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The competitive effect of online giving

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The competitive effect of online giving

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In addition to the plethora of crowdfunding websites and platforms that have emerged in recent years, there has also been a considerable growth in online fundraising sites in recent years.

I’m sure most of you have encountered such sites, or even used them yourselves.  A recent study has some interesting insights into the dynamics of such sites that may have some crossover implications for other crowd based financing sites.

The study found that men are much more likely to donate larger sums if they see other men doing the same.  What’s more, they’re also likely to give more if the person raising the money is an attractive woman.

Competition in fundraising

The authors believe this phenomenon is likely to be unconscious and could possibly have evolutionary underpinnings as we (men) seek to prove our wealth and generosity in the face of competition from other men.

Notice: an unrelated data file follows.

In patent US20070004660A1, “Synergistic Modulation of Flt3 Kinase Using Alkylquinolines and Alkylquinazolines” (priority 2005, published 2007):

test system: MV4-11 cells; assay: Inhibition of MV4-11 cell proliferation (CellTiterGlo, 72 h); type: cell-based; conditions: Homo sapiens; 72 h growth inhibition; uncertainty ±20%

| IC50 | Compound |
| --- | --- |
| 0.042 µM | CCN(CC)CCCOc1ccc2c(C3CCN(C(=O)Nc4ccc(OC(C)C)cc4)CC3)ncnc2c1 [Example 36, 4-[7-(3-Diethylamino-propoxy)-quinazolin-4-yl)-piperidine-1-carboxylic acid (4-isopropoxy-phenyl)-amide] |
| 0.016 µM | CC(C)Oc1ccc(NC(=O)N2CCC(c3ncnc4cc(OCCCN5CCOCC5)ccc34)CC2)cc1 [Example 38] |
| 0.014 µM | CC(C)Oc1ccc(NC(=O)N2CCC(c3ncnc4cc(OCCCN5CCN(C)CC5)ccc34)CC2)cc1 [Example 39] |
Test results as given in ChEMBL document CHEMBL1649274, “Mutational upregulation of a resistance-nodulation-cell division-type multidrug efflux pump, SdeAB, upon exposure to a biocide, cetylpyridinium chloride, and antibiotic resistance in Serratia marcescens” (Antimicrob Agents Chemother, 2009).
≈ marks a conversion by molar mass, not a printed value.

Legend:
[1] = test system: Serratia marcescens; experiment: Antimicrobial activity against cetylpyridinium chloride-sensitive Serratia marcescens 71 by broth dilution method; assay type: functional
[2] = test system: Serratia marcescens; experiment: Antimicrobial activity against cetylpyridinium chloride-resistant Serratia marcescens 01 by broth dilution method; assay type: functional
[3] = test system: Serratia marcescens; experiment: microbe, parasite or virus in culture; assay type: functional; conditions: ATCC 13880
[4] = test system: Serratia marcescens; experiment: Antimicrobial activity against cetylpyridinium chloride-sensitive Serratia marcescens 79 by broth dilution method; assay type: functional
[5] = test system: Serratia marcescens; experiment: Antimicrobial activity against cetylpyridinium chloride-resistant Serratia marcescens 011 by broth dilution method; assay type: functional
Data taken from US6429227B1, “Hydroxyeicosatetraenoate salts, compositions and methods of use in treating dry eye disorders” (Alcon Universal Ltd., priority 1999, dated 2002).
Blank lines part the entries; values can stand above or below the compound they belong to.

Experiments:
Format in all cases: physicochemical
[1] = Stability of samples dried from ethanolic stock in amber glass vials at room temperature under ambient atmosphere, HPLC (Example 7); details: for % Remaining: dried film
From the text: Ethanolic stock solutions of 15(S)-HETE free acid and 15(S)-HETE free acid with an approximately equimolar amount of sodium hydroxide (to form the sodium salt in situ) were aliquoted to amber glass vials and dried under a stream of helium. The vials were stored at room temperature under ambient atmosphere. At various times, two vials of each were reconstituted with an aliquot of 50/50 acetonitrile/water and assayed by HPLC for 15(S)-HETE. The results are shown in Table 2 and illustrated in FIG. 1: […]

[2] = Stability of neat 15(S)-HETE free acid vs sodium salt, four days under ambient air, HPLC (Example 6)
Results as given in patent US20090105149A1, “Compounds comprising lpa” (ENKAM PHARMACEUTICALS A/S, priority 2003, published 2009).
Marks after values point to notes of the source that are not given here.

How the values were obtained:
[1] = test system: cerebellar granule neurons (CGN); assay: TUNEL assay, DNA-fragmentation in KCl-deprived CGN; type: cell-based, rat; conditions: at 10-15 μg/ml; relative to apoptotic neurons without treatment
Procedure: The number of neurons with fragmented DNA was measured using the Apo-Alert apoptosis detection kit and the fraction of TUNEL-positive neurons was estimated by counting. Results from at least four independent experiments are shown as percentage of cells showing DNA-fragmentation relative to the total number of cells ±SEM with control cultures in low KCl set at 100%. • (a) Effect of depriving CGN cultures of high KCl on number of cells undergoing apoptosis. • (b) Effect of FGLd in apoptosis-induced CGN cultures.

“We looked at why people behave generously in real-world situations, even when there is no obvious benefit to them in doing so. We found a remarkably strong response with men competing to advertise generosity to attractive women, but didn’t see women reacting in a similar way, showing competitive helping is more a male than female trait,” they say.

The sums are far from insignificant either.  The study found that donations would often rise by around £10 if there were large donations from other donors.  When the fundraiser was an attractive woman however, and men started giving heartily, this saw a rise of £28 in donations from other men.

“Fundraising pages provide a fascinating real-life laboratory for looking at charity donations. Previously, we saw how donors responded to how much other people had given. Now we see that the response depends – albeit sub-consciously – on the fundraiser’s attractiveness. On a practical level, there are implications for how fundraisers can raise more money for charities. To London marathon fundraisers, I would say get your generous friends to donate early and make sure you put a good picture up, preferably one in which you are smiling!,” the authors say.

We’ve seen previously that there is a big social proof element in crowdfunding, with heavy early investment often the key to successful fundraising.

This study highlights that there may be an evolutionary element to things as well.  Whilst we may donate to good causes in the belief that our actions are selfless, the study highlights that they may nonetheless have a degree of self-serving underpinning them.

All of which is maybe food for thought the next time you’re looking to raise money online.

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